Parents' Guide to

All the Bright Places

By Andrea Beach, Common Sense Media Reviewer

age 14+

Compelling teen romance tackles suicide, finds hope.

All the Bright Places Poster Image

A Lot or a Little?

What you will—and won't—find in this book.

Community Reviews

age 14+

Based on 7 parent reviews

age 14+


This book really punched me in the gut. I was not expecting such a touching portrayal of a teen who is battling mental illness and those who try to love him. While the book does have lots of questionable language, and the main characters do engage in a sexual relationship, I think that the message of the book is something worth hearing and reading. As a someone whose brother committed suicide as a teen, I find great solace in the fact that someone tackled this heavy and heartbreaking issue that not many want to touch. Finch wanted so much to "stay awake" to the possibility of life, but the burden was too great.
2 people found this helpful.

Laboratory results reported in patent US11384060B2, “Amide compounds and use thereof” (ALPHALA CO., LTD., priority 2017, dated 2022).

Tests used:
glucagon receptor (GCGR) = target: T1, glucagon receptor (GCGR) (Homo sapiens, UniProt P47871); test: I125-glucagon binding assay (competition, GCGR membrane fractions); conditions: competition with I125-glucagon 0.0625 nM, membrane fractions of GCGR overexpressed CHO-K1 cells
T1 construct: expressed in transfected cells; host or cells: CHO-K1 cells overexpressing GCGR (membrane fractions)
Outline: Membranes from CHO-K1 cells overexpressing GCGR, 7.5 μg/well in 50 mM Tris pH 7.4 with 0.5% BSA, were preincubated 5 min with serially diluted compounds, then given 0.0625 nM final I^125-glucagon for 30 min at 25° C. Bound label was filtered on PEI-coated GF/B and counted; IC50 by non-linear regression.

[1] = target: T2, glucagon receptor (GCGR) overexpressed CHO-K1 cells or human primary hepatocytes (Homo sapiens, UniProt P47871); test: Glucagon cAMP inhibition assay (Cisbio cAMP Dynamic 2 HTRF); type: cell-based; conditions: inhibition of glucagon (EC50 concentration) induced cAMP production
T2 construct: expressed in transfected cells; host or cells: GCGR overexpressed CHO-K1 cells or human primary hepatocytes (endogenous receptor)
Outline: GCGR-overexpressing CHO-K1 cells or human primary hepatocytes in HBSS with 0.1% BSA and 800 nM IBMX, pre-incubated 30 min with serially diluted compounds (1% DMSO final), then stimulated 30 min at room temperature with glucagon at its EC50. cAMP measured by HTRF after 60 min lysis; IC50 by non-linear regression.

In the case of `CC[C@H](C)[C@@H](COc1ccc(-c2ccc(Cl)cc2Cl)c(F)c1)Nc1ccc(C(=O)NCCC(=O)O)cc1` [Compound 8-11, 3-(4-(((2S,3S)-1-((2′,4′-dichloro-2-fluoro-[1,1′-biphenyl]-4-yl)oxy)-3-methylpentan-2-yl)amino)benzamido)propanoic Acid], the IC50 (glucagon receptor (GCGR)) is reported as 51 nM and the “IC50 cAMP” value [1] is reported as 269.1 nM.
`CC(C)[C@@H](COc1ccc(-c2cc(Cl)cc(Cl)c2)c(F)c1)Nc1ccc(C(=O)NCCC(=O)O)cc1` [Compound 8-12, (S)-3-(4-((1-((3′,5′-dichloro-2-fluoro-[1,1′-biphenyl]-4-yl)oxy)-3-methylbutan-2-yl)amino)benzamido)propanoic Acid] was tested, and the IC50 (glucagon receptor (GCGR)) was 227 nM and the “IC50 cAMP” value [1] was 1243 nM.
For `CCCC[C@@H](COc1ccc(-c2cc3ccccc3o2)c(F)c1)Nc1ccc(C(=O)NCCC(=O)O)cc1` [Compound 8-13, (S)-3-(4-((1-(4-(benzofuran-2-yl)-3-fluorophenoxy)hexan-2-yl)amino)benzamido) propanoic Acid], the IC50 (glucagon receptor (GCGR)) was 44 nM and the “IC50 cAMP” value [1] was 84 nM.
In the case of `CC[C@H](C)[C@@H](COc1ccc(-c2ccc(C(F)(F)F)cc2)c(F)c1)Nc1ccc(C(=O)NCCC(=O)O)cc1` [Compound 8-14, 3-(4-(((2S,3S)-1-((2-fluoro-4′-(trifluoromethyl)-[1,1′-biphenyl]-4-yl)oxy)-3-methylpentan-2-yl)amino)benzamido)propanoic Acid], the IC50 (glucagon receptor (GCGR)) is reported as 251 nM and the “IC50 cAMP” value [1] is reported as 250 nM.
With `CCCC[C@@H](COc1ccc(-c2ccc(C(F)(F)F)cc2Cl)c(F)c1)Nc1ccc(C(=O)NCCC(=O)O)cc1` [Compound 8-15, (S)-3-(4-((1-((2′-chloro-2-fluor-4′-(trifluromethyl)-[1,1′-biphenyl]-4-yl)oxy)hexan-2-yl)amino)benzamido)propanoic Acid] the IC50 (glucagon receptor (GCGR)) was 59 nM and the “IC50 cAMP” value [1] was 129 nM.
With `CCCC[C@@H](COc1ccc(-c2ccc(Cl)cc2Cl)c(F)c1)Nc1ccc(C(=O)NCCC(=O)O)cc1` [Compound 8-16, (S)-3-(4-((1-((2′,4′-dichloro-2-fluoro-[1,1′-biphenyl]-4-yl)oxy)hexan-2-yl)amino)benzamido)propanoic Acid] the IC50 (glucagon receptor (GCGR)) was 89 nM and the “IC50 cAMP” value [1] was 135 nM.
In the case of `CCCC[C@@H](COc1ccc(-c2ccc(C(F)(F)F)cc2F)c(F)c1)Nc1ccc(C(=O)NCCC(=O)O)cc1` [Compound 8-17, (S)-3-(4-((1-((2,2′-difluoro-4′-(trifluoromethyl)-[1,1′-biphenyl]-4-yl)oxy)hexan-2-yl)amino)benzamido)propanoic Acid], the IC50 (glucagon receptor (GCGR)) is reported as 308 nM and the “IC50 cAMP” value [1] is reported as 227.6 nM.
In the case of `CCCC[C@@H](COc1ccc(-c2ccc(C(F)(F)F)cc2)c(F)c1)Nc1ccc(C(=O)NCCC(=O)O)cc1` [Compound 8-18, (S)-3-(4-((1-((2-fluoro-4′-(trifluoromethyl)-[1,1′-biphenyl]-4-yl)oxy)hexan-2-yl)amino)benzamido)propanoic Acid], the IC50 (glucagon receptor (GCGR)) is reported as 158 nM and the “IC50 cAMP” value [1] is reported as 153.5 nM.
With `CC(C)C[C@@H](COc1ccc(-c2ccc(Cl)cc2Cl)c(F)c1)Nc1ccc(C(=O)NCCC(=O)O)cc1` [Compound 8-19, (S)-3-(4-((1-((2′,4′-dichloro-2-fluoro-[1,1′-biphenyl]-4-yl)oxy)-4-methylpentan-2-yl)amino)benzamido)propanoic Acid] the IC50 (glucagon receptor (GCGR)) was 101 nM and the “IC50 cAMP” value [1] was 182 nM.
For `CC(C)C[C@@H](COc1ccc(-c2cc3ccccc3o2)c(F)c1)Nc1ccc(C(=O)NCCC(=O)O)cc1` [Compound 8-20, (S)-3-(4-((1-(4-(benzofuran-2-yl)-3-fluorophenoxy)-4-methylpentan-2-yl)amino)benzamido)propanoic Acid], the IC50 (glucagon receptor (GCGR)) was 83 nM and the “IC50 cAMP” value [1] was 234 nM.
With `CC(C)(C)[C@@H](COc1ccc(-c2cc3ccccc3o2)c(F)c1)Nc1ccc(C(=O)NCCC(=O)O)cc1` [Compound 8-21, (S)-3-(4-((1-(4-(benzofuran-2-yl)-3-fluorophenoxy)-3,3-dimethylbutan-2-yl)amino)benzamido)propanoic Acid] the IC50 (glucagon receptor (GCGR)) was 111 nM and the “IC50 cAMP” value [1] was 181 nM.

age 13+
Such a good book, my 13 year old daughter loved it. Deals with topics that may be sensitive for many. Such as suicide, drug use and romance. It talks about sex but nothing ever happened. Great messages. There was some violence but not much. There was a lot of cursing though. Great book definitely recommend.

This title has:

Great messages
Too much swearing
Too much drinking/drugs/smoking
1 person found this helpful.

Is It Any Good?

Our review:
Parents say (7 ):
Kids say (90 ):

ALL THE BRIGHT PLACES is a heartbreakingly vivid story that ultimately conveys hope while remaining true to the characters. Author Jennifer Niven's believable, relatable voices alternate between high school seniors Finch and Violet, but it's Finch's voice that really drives the novel. Engrossing and compelling, like watching a train wreck, Finch's authenticity and vulnerability keep the pages turning and the reader rooting for him to make his way through this world. Violet's voice is equally realistic and believable, and teens will really relate to her struggles to emerge from grief even if they haven't experienced grief themselves.

Niven raises a lot of questions about life, death, suicide, mental illness, physical and emotional abuse, and how we stigmatize those who suffer from pain we can't see. She doesn't spoon-feed any answers, but these issues are things we all think about from time to time, and this novel provides a visceral, beautiful way to start a crucial discussion.

Book Details

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